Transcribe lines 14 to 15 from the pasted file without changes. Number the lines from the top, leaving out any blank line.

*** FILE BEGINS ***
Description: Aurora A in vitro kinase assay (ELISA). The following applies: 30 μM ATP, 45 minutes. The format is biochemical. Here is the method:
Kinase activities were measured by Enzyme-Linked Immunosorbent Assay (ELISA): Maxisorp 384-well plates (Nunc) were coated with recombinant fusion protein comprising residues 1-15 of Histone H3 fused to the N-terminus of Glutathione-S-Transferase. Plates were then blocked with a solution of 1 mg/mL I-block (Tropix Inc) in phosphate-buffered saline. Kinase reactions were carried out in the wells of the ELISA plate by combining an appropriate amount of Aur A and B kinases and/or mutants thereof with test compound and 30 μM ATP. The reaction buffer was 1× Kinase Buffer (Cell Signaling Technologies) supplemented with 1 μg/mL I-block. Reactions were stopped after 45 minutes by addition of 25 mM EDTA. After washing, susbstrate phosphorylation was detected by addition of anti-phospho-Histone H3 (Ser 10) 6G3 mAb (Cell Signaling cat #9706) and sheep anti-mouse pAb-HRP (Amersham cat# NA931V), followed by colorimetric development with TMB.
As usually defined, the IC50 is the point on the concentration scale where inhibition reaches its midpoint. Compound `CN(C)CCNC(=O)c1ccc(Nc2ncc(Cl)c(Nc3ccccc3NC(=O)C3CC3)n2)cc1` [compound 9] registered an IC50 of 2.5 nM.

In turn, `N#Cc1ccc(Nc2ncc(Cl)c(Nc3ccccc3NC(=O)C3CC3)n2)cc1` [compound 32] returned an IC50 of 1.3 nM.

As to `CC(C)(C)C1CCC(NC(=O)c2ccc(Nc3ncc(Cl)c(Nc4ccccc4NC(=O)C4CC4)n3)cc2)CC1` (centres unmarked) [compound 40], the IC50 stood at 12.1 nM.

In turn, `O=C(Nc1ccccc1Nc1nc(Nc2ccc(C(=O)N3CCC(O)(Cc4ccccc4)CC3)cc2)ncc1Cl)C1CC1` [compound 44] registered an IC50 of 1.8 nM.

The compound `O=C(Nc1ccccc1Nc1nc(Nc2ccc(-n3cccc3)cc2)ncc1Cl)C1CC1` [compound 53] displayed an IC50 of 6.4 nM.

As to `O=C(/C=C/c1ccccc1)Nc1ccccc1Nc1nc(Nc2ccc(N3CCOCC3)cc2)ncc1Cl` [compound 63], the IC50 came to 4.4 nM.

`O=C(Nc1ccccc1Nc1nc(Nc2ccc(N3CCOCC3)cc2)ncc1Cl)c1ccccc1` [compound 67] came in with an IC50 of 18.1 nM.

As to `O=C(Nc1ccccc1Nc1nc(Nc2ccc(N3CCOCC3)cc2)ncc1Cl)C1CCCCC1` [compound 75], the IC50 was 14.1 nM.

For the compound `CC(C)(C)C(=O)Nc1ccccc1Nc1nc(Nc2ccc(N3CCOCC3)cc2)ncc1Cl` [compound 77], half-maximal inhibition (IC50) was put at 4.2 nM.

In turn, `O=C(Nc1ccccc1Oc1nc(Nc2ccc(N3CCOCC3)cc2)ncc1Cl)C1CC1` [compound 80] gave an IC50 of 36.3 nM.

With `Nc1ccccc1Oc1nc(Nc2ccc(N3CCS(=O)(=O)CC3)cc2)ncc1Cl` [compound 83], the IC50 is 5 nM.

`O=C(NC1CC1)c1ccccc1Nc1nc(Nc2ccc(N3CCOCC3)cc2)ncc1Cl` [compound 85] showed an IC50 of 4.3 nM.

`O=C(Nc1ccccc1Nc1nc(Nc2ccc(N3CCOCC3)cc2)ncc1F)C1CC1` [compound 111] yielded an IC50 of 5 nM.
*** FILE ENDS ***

`O=C(NC1CC1)c1ccccc1Nc1nc(Nc2ccc(N3CCOCC3)cc2)ncc1Cl` [compound 85] showed an IC50 of 4.3 nM.

`O=C(Nc1ccccc1Nc1nc(Nc2ccc(N3CCOCC3)cc2)ncc1F)C1CC1` [compound 111] yielded an IC50 of 5 nM.